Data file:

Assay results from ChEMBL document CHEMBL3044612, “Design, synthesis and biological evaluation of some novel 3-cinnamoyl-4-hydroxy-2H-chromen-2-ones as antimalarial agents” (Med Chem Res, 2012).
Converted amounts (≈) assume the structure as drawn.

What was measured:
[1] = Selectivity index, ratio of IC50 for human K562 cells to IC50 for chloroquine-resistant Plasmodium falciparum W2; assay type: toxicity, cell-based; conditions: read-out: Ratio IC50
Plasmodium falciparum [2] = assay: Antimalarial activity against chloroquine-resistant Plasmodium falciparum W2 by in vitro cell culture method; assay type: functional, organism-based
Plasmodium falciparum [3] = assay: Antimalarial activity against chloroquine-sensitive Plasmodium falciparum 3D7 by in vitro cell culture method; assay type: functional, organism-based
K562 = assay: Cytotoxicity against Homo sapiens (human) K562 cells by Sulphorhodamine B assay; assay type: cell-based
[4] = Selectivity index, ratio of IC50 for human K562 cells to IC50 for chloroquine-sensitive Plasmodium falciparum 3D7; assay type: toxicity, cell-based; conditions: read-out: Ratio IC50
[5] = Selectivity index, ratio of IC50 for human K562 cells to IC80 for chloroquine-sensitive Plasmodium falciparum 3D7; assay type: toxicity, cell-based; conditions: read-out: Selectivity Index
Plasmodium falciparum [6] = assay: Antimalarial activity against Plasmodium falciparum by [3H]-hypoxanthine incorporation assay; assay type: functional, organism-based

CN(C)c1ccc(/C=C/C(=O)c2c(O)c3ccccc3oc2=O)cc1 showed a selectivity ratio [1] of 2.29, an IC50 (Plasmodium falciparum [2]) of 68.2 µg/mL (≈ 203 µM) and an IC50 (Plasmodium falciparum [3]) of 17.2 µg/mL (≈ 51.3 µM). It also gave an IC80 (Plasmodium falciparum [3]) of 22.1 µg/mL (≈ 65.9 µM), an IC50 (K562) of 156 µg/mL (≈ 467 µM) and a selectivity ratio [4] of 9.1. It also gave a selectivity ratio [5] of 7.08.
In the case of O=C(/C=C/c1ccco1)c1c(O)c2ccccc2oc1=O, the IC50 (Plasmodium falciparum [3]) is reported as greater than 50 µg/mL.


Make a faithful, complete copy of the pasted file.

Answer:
Assay results from ChEMBL document CHEMBL3044612, “Design, synthesis and biological evaluation of some novel 3-cinnamoyl-4-hydroxy-2H-chromen-2-ones as antimalarial agents” (Med Chem Res, 2012).
Converted amounts (≈) assume the structure as drawn.

What was measured:
[1] = Selectivity index, ratio of IC50 for human K562 cells to IC50 for chloroquine-resistant Plasmodium falciparum W2; assay type: toxicity, cell-based; conditions: read-out: Ratio IC50
Plasmodium falciparum [2] = assay: Antimalarial activity against chloroquine-resistant Plasmodium falciparum W2 by in vitro cell culture method; assay type: functional, organism-based
Plasmodium falciparum [3] = assay: Antimalarial activity against chloroquine-sensitive Plasmodium falciparum 3D7 by in vitro cell culture method; assay type: functional, organism-based
K562 = assay: Cytotoxicity against Homo sapiens (human) K562 cells by Sulphorhodamine B assay; assay type: cell-based
[4] = Selectivity index, ratio of IC50 for human K562 cells to IC50 for chloroquine-sensitive Plasmodium falciparum 3D7; assay type: toxicity, cell-based; conditions: read-out: Ratio IC50
[5] = Selectivity index, ratio of IC50 for human K562 cells to IC80 for chloroquine-sensitive Plasmodium falciparum 3D7; assay type: toxicity, cell-based; conditions: read-out: Selectivity Index
Plasmodium falciparum [6] = assay: Antimalarial activity against Plasmodium falciparum by [3H]-hypoxanthine incorporation assay; assay type: functional, organism-based

CN(C)c1ccc(/C=C/C(=O)c2c(O)c3ccccc3oc2=O)cc1 showed a selectivity ratio [1] of 2.29, an IC50 (Plasmodium falciparum [2]) of 68.2 µg/mL (≈ 203 µM) and an IC50 (Plasmodium falciparum [3]) of 17.2 µg/mL (≈ 51.3 µM). It also gave an IC80 (Plasmodium falciparum [3]) of 22.1 µg/mL (≈ 65.9 µM), an IC50 (K562) of 156 µg/mL (≈ 467 µM) and a selectivity ratio [4] of 9.1. It also gave a selectivity ratio [5] of 7.08.
In the case of O=C(/C=C/c1ccco1)c1c(O)c2ccccc2oc1=O, the IC50 (Plasmodium falciparum [3]) is reported as greater than 50 µg/mL.